By the way, as I’m sitting here reading some summaries about the movie in order to refresh my memory, I can’t help but be disappointed at humanity yet again. Several reviews describe the movie as “She is transsexual, dresses like a man and assumes the identity of a man named Brandon.” Some reviews are truly disgusting. Wow people, wake the f**k up.
Now to the story already! Boys Don’t Cry follows Brandon Teena (starred by Kimberly Peirce) as HE(!) embarks on the journey of re-starting his life in a small town of Falls City, Nebraska. He moved as a result of being under threat in his hometown, when his ex-girlfriend’s brother discovered that he’s biologically female. Re-settling in Nebraska Brandon quickly falls for Lana (starring Chloë Sevigny). Their romance is challenged and the love story turns sober when Lana’s ex-convict friends learn of Brandon’s secret.
Lars and the Real Girl (2007) – A love story between man and doll
Ok, let’s bring some light (or rather dark comedy) into this so far macabre-love-story-list. Lars and the Real girl is a romance movie unlike any other. Lars Lindstrom (starring Ryan Gosling) is a painfully shy 27-year old. He is somewhat functional, at least enough to maintain an office-job. But during the evenings he is alone in a bedsitter attached to the garage of his family home. Tired of feeling lonely, Lars goes online and orders a lifelike (sex) doll for companionship (not the kind you’re thinking). And then- falls in love with the doll. As one naturally does I guess? Things couldn’t get weirder, but then Lars introduces her (yes, the doll) to his brother and pregnant sister-in-law.
This is not a slapstick comedy, but an emotional romantic movie filled with dark humor but also a great deal of rawness. Director Craig Gillespie and writer Nancy Oliver do a marvelous job conveying Lars’s real emotions. The movie explores the life of a social deviant and how his family responds to him. You might even shed a tear as the doll gets “sick” – and then it’s officially a love story, right?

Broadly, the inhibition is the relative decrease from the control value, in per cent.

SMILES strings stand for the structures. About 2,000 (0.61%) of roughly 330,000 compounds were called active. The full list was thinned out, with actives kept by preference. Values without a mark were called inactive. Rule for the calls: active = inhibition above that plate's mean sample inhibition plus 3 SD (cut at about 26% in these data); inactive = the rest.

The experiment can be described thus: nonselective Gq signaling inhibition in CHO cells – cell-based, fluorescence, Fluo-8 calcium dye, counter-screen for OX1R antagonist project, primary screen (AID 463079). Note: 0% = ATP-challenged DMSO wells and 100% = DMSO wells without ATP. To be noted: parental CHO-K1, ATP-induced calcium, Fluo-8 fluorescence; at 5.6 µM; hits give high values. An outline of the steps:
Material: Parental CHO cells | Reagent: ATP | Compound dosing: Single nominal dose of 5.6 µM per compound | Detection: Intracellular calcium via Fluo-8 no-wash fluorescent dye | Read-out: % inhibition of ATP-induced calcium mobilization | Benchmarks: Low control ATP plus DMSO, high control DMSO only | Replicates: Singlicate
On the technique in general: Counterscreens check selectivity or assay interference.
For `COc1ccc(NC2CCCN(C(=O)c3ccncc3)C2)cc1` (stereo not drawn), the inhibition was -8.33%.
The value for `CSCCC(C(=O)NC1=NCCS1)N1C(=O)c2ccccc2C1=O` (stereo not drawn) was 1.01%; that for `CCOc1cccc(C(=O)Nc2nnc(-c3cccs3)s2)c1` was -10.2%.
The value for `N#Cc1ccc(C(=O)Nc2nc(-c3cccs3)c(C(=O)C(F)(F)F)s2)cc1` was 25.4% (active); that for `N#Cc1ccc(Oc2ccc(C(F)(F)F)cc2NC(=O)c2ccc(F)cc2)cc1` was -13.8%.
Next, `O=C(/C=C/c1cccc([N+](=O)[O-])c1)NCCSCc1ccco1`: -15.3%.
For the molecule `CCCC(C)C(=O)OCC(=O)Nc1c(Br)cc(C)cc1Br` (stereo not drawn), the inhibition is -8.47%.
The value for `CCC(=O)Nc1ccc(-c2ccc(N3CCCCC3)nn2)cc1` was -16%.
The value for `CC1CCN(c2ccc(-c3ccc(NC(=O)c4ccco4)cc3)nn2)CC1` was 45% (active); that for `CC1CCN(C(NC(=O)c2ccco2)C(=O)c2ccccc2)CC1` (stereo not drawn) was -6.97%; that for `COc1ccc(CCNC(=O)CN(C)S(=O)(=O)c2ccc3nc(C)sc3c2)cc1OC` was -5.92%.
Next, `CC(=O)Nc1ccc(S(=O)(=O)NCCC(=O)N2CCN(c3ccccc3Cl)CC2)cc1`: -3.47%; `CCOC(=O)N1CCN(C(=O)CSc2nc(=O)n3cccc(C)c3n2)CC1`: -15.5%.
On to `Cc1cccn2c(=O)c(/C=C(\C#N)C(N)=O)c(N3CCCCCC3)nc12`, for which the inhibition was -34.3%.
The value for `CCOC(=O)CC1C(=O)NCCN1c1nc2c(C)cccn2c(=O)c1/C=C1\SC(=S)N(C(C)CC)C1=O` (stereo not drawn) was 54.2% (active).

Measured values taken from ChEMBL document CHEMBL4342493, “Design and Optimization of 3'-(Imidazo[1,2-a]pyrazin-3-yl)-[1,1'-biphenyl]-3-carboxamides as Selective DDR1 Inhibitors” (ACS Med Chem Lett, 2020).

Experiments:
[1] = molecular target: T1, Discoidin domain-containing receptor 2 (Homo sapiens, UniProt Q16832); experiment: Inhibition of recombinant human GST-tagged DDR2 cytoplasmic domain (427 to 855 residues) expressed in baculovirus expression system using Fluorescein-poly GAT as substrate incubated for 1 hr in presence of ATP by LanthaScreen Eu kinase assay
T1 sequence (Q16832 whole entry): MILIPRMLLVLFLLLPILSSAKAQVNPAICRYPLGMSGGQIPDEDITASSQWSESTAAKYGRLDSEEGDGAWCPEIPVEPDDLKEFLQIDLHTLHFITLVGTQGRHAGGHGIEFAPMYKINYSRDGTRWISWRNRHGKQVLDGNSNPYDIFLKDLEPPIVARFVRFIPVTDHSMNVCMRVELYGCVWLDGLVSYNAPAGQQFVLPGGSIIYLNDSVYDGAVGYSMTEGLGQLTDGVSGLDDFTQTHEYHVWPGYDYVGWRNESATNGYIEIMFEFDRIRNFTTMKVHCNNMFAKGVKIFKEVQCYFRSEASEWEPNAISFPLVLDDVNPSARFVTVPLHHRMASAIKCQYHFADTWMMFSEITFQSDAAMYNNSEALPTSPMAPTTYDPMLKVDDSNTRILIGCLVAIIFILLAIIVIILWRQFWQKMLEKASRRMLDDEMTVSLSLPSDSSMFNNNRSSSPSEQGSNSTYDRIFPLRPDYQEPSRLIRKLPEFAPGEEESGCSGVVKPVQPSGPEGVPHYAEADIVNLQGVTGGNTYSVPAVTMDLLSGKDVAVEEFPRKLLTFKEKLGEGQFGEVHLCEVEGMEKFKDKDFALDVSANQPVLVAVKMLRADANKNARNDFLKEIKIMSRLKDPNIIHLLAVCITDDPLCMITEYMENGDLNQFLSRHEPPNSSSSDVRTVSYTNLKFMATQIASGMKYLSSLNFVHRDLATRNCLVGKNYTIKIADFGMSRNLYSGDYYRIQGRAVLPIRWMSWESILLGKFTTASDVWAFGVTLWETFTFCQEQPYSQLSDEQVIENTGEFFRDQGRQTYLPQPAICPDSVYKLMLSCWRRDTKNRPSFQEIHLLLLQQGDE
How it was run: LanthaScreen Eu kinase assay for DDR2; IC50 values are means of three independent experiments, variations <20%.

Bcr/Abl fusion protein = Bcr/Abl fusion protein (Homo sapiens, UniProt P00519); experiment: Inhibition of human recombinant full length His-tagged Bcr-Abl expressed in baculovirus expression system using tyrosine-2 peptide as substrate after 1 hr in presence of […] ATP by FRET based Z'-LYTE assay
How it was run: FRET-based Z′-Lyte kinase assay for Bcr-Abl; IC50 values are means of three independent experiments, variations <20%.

The Reader (2008) – A morally ambiguous romantic affair
The movie which is divided into 3 chapters, plays out in Neustads, West Germany in 1958. The first chapter follows 15-year-old Michael (starring David Kross) as he by happenstance meets Hanna Schmitz (starring Kate Winslet) who is more than twice his age. They embark on a summer-long affair, spending their days in bed, her teaching him about sex in exchange for him reading to her. As the summer ends we’re moved into the second chapter and a new era, 1966. Michael, now 23 years old, is a young law student who is still missing his first love, Hanna. Thought the story was morally problematic already? Then brace yourself. To his horror Michale finds out that his long lost love Hanna is on trial, accused of appalling conduct at Auschwitz concentration camp.
It’s a grim love story, thought provoking and morally challenging to say the least. Definitely unlike any other romantic movie you’ve ever watched. Based on the novel Der Vorleser by Bernhard Schlink, a book that Director Stephen Daldry describes as “the singular novel addressing the problem of –How do we continue after what we have done?-“. The Reader does not shy away from this problem.